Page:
A house in Co Kerry has been identified as having one of the highest concentrations of the cancer-causing radon gas ever detected in Europe.

The house is located in the Castleisland area and has an average radon concentration that is 185 times greater than what is deemed to be safe.

It was found during a nine-month survey by the Radiological Protection Institute, which also identified 800 homes across the country well above the safe limit.

The Chief Executive RPII said the levels equated to a radiation dosage of 125 chest X-rays per day

Dr Ann McGarry said all houses should be tested for radon, especially those in high radon areas.

She said that since radon testing began here less than 1% of homes have been checked.

Radon is a naturally occurring colourless, odourless, tasteless gas that originates from the breakdown of uranium contained in rocks and soils.

However, radon becomes a significant health hazard when it builds-up under homes as the radioactive gas is the greatest cause of lung cancer in Ireland after smoking.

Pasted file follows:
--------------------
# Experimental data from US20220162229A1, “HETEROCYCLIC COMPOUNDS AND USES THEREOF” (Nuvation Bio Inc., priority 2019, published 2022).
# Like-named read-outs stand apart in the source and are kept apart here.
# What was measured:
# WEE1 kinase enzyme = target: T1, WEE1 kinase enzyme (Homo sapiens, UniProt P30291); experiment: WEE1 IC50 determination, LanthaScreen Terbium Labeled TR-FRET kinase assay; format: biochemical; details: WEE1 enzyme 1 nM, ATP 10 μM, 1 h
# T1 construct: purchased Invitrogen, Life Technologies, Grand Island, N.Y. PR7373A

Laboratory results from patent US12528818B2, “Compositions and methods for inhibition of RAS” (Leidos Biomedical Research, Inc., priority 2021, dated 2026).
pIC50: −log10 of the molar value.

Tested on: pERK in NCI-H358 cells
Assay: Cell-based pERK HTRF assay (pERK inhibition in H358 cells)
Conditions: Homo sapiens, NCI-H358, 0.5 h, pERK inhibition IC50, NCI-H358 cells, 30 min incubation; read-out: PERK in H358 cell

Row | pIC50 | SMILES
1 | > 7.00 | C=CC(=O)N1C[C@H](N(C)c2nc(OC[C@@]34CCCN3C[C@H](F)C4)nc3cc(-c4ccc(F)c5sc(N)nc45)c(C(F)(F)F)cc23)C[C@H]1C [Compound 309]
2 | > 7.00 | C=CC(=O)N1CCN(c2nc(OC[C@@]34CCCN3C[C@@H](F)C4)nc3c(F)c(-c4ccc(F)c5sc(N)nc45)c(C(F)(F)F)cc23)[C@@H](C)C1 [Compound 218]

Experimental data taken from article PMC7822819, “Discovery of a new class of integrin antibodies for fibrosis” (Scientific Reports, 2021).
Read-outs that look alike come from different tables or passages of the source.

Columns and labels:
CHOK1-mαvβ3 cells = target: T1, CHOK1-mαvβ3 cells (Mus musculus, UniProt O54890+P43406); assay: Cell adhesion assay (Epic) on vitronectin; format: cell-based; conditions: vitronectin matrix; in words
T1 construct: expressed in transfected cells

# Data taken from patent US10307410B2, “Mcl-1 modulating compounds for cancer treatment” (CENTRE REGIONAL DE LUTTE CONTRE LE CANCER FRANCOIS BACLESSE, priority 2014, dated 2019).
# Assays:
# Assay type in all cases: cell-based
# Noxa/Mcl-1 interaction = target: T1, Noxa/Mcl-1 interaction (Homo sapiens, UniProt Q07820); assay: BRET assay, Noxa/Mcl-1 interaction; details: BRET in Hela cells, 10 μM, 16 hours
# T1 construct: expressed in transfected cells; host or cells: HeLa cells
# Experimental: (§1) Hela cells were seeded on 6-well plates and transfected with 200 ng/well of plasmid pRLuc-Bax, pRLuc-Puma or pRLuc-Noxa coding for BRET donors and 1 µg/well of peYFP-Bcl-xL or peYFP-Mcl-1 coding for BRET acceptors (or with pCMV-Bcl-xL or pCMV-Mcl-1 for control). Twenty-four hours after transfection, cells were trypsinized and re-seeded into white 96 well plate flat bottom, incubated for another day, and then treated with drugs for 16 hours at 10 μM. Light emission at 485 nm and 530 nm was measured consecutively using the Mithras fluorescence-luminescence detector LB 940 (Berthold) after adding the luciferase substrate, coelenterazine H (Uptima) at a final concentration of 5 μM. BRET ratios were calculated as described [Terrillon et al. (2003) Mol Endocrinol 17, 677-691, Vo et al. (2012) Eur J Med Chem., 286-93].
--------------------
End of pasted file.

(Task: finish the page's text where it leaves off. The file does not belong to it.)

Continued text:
In the latest finding, the house in the Castleisland area had an average radon concentration of 37,000 becquerels per cubic metre, when 200 becquerels is the safe limit.

The dwelling is located only a few kilometres away from the highest ever Irish reading - a house with an average concentration of 49,000 becquerels, in which three people died of lung cancer.

These readings will increase the pressure on the Government for all Irish homes to be tested for the gas, which kills up 200 people each year.